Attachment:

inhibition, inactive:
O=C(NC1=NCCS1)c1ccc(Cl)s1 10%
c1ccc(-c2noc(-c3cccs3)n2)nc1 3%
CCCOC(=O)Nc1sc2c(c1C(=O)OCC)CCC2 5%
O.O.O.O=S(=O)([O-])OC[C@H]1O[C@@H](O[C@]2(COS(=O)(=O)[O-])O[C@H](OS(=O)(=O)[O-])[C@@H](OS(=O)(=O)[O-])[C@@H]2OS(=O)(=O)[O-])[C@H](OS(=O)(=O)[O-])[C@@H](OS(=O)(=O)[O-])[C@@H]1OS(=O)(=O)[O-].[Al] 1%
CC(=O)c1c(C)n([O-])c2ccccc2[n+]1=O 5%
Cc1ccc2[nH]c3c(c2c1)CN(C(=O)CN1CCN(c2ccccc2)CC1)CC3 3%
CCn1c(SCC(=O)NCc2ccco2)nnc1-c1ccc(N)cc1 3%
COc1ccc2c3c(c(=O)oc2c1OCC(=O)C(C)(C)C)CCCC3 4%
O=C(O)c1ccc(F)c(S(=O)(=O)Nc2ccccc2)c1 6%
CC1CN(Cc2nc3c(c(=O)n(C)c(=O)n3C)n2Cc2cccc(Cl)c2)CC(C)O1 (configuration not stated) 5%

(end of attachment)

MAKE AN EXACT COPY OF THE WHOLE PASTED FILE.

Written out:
inhibition, inactive:
O=C(NC1=NCCS1)c1ccc(Cl)s1 10%
c1ccc(-c2noc(-c3cccs3)n2)nc1 3%
CCCOC(=O)Nc1sc2c(c1C(=O)OCC)CCC2 5%
O.O.O.O=S(=O)([O-])OC[C@H]1O[C@@H](O[C@]2(COS(=O)(=O)[O-])O[C@H](OS(=O)(=O)[O-])[C@@H](OS(=O)(=O)[O-])[C@@H]2OS(=O)(=O)[O-])[C@H](OS(=O)(=O)[O-])[C@@H](OS(=O)(=O)[O-])[C@@H]1OS(=O)(=O)[O-].[Al] 1%
CC(=O)c1c(C)n([O-])c2ccccc2[n+]1=O 5%
Cc1ccc2[nH]c3c(c2c1)CN(C(=O)CN1CCN(c2ccccc2)CC1)CC3 3%
CCn1c(SCC(=O)NCc2ccco2)nnc1-c1ccc(N)cc1 3%
COc1ccc2c3c(c(=O)oc2c1OCC(=O)C(C)(C)C)CCCC3 4%
O=C(O)c1ccc(F)c(S(=O)(=O)Nc2ccccc2)c1 6%
CC1CN(Cc2nc3c(c(=O)n(C)c(=O)n3C)n2Cc2cccc(Cl)c2)CC(C)O1 (configuration not stated) 5%